Some new users have trouble understanding the Linux directory structure, so I thought I’d take a moment to demystify those strange folder names. It’s not nearly as complicated as you might think. Once you understand what’s what, it all starts to make sense.

SEE: How to choose the right Linux distribution (TechRepublic Premium)

That said, let’s take a look at these strange directories.

  • First is the root directory, which is often noted by a forward slash (/). This houses everything on your Linux system, so it’s pretty important.
  • Next up is /bin, which contains all essential executable binaries that are required for a system to function in single-user mode. These executables aren’t user applications, but essential commands that are used by the system (but can also be used by users), such as less and ip.
  • Next is /boot, which contains all the files required for the system to boot. You’ll then find /dev, which contains several special device files, such as /dev/sda, which represent hardware and virtual devices.
  • The /etc drive is where all of the system-wide configuration files for applications and services are.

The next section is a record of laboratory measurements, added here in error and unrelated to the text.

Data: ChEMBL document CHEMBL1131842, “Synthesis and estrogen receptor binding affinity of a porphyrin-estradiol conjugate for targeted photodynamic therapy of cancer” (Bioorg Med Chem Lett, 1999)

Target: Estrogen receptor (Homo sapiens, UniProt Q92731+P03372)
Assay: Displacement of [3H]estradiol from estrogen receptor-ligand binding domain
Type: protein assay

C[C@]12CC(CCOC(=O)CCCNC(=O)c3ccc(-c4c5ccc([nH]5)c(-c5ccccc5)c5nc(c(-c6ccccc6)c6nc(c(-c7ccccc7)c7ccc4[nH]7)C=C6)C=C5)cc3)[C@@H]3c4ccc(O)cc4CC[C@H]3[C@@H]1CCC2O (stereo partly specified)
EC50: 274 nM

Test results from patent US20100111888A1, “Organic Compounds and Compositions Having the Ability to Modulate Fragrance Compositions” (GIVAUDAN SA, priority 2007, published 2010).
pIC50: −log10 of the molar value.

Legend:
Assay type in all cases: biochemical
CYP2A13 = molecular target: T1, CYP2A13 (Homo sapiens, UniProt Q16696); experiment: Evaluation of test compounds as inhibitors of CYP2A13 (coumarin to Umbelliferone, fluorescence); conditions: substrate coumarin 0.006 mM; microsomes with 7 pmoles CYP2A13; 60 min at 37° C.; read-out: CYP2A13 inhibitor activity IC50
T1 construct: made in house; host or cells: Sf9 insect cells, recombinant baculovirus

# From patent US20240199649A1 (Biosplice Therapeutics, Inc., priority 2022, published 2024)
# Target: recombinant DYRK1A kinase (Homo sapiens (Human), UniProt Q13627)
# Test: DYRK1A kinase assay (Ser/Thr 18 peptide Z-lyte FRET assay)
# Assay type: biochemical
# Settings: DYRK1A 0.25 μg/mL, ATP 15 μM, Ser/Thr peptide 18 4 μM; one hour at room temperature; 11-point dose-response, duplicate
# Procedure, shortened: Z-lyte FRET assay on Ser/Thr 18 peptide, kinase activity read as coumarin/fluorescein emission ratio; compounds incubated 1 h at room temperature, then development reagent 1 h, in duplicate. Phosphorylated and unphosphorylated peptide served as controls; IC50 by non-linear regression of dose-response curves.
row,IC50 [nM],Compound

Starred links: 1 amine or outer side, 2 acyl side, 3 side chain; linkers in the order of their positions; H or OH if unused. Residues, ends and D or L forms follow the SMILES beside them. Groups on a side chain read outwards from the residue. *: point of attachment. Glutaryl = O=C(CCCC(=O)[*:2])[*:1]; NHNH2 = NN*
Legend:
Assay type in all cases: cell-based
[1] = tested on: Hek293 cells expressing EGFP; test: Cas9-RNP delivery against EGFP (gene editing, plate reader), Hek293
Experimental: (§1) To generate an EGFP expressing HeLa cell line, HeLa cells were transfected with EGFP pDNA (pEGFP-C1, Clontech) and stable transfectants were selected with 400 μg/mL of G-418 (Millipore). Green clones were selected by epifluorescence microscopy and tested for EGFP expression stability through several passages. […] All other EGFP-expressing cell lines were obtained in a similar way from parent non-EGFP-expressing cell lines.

• The home directory, which is /home, houses all directories for users.
  • Library files (which are used by essential binaries) are found in /lib.
  • There’s also the /lost+found directory, which stores recovered files that are used in case of a system crash.
  • The /media directory contains all subdirectories for removable devices (such as external drives).
  • The /opt directory is for optional packages and serves as a common location for proprietary software that doesn’t tend to follow the standard file system hierarchy.
  • System and process information files are stored in /proc.
  • The Root user home directory is isolated from home and is found in /root.
  • Applications can store transient files for sockets and process IDs in the /run directory.
  • The /sbin directory houses more executable binary files, but these are those that are used primarily for system administration.
  • The Service Data folder (/srv) is a location that houses data for services that are provided by the system (such as for the Apache webserver).
  • All temporary files are stored in /tmp and are deleted when the system is restarted.
  • User binaries (applications used only by the user and not by the system) are stored in /usr.
  • And finally, the /var directory houses all variable data files, such as log files (in /var/log) as well as the Apache document root (in /var/www/html/).

And that’s the Linux directory structure demystified. Once you understand how this structure is laid out, Linux becomes considerably easier.

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